Park City radio pioneer Dan Wilcox dies | ParkRecord.com
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Park City radio pioneer Dan Wilcox dies

Jay Meehan, The Park Record
Dan Wilcox, one of the original board members of KPCW, at the radio station s 30th anniversary celebration in 2010. Photo by Nan Chalat Noaker/Park Record
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Every five years since KPCW first signed on the air back on July 2, 1980, station supporters have carved out a sufficient part of the day in order to hoist a few and celebrate the anniversary. Although I’ve missed more than a few of these official gatherings, I must say I have always partaken of the ritual in my own fashion.

The date and the events in question are firmly imprinted to memory. Blair Feulner brought the vision and we all drank the Kool-Aid. Needless to say, we caught an immediate buzz. Those were heady times – wondrous, in fact. The community came on board with unwavering enthusiasm and never looked back.

My hero during those times was an expatriate Texan who had blown into Park City about a decade previous and got high-centered before he could find his way back out of Dodge. That would be Dan Wilcox, a fellow member of the original KPCW board of trustees and a radio bum of the highest order back then.

Dan provided us with both "street cred" and a high degree of improvisational professionalism behind the microphone. And it didn’t hurt, of course, that, like Blair, he had a great set of "pipes," as they say in the biz. And he still does, for that matter, as I am reminded whenever we find ourselves occupying adjacent barstools.

Although I had seen him around town a few times, I first started paying attention to Dan when, in the aftermath of the infamous "Fourth of July riots" on Park City’s Main Street back in 1971, he stepped forward at a post-melee powwow at the Alamo Saloon the following day to share his perceptions of what had gone down.

It would be a month or so later while we were shooting the breeze outside the same establishment that word came from the Buffalo Grill across the street that a radio station down in the valley was hiring. As Dan and I were both "between jobs" at the time, we hustled on down to KMOR, a country music outlet, and soon found ourselves spinning phonograph records for chump change.

Before arriving in Park City, Dan had already spent ten years or so working radio in the Lone Star State. He was very much at home pulling "air shifts" and managing the assorted chores that came with the territory. I, on the other hand, being a somewhat recent radio-school grad, had absolutely no real clue as to what it was all about.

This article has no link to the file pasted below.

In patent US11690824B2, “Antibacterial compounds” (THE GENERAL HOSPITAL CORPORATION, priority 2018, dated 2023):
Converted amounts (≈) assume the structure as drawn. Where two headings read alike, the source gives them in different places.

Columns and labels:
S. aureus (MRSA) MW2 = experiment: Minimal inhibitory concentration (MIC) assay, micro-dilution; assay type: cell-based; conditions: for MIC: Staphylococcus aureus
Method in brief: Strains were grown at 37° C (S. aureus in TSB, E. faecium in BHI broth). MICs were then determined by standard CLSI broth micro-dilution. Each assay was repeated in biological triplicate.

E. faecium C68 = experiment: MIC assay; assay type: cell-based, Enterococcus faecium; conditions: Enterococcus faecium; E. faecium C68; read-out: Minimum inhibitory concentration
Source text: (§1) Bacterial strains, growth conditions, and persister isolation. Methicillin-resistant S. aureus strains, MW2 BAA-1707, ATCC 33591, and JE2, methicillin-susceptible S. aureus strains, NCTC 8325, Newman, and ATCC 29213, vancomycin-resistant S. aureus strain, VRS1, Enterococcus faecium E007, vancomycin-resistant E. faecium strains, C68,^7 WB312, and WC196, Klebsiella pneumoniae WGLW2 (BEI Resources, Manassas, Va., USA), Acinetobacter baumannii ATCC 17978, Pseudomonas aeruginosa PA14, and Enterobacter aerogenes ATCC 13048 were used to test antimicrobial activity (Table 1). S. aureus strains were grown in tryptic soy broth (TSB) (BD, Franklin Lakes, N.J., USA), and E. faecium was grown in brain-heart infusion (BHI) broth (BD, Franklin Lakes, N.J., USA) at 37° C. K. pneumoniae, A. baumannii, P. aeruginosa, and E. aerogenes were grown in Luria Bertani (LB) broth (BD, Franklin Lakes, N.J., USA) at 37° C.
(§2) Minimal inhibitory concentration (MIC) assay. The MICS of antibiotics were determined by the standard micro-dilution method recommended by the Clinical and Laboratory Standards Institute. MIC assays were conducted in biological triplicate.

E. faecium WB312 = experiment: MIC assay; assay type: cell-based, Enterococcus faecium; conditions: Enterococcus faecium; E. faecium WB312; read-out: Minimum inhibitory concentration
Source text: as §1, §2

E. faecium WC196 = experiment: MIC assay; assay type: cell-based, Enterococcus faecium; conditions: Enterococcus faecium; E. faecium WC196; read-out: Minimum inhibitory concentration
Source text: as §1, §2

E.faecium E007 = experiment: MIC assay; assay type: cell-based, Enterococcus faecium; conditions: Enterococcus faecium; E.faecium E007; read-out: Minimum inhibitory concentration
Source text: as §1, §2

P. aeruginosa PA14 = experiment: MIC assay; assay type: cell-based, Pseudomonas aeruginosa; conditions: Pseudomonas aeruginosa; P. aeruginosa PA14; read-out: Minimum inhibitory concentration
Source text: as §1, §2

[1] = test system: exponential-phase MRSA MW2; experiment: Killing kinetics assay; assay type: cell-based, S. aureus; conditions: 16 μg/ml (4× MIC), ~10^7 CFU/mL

Dan proceeded to mentor me as best he could about the subtleties of cueing-up records and reading meters and filling out logs, just as he later would with the seemingly unending line of volunteer disc jockeys that trooped into KPCW’s broadcast bunker above the gymnasium in the Memorial Building.

Following a predictable amount of on-air humiliation and embarrassment on my part, Dan, with the patience of Job, finally began to round me into shape. Not that sporadic instances of starting records at the wrong speed or forgetting to turn off the microphone before an off-color Nixon rant weren’t an ongoing problem.

But his biggest gift might well have been in turning this longtime jazz-music snob into a country-music fan. Of course, Hank Williams, Patsy Cline, Merle Haggard, Waylon Jennings, Emmylou Harris, and many others also played a role. For some reason, it had taken a long time for me to recognize the virtuosity of country pickers and poets. I never said I was a quick study.

Dan went on to work both country and rock radio around Salt Lake as the ’70s wore on – certainly not the most creative musical decade in memory, especially with disco insinuating itself into the mix in such a huge fashion. Myself, when KMOR morphed into KPRQ, with its adult contemporary format, I hung around. I must say, that with absolutely no edge to the sound, this music was even worse than disco.

So when Blair, whom we had worked with at KMOR, returned from the out-of-state radio road with an epiphany about "community radio" in Park City, Dan and I immediately jumped on board. This was probably late 1977 or early 1978, a good two years before the sign-on date arrived.

Once we were up and running, Dan and Blair became the "voices" of KPCW with Dan hanging around a lot longer than I. To this day, he remains my all-time favorite disc jockey! Not that he’s going to take kindly to being portrayed in a newspaper column, of all things. Sorry Dan, I just had to do it. You’re the best memory I have from those days. Let’s carve out some time and hoist one!


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